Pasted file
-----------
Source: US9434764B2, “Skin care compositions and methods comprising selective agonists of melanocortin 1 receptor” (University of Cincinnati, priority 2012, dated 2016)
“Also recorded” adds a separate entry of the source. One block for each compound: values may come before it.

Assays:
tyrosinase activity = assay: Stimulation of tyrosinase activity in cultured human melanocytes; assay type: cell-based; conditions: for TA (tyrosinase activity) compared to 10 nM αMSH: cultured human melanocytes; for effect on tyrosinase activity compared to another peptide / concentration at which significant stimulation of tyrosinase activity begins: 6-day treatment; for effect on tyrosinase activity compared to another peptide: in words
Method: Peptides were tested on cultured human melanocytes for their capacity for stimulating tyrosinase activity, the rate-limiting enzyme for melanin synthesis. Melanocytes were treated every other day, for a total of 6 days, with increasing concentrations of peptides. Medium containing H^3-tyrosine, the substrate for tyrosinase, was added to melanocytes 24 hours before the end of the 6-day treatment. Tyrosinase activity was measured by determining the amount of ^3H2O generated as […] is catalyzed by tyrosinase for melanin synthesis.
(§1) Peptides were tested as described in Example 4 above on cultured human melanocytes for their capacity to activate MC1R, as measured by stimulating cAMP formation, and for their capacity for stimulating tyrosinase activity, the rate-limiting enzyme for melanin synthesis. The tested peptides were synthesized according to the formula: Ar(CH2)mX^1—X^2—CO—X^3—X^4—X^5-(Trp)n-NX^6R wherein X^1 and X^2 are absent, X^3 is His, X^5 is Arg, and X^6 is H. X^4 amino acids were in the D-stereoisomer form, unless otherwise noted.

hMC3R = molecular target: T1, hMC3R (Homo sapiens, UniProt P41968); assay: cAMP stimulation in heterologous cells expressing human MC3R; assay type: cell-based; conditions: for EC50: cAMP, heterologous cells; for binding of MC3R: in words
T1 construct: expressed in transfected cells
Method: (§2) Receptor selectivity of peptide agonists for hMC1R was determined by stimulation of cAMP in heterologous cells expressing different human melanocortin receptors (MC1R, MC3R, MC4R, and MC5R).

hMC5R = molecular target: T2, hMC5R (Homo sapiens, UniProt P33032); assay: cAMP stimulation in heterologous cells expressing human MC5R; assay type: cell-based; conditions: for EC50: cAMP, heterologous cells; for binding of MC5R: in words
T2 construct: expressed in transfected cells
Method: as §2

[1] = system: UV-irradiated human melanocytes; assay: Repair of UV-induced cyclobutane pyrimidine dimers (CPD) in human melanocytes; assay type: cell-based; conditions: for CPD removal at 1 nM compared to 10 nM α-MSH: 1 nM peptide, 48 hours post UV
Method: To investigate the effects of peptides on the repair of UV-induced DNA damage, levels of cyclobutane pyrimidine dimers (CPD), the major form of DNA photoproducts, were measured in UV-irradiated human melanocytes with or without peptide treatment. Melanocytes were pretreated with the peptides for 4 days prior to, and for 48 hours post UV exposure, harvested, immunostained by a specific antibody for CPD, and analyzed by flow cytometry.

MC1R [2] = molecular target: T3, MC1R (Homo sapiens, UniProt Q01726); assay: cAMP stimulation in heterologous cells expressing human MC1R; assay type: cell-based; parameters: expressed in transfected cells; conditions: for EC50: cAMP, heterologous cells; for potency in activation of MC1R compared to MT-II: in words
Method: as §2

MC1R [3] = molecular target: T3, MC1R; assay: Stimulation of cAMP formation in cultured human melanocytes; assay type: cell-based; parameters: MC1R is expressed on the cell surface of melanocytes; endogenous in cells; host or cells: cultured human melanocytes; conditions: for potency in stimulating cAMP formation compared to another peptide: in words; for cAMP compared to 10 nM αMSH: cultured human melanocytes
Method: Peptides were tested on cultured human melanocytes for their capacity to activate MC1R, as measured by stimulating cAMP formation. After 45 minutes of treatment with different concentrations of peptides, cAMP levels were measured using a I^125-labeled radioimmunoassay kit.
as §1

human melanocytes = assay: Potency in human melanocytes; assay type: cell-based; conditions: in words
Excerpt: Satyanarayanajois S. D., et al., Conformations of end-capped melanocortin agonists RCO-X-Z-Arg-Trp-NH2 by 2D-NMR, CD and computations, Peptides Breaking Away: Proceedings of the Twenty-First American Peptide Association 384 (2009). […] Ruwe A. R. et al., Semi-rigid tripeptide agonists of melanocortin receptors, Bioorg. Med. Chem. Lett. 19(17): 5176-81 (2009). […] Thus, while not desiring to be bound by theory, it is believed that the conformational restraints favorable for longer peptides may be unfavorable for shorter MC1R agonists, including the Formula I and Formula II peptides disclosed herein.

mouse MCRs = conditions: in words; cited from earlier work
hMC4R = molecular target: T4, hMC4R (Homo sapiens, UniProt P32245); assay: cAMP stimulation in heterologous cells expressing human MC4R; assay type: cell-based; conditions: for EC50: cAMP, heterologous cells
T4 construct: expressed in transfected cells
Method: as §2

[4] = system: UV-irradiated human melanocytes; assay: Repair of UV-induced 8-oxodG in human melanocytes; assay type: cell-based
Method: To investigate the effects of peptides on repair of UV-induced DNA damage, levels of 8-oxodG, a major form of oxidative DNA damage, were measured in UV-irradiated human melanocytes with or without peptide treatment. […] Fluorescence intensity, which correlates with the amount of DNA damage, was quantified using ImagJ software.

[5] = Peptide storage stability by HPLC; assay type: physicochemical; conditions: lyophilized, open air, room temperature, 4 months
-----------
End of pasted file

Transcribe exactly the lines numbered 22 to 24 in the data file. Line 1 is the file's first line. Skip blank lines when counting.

mouse MCRs = conditions: in words; cited from earlier work
hMC4R = molecular target: T4, hMC4R (Homo sapiens, UniProt P32245); assay: cAMP stimulation in heterologous cells expressing human MC4R; assay type: cell-based; conditions: for EC50: cAMP, heterologous cells
T4 construct: expressed in transfected cells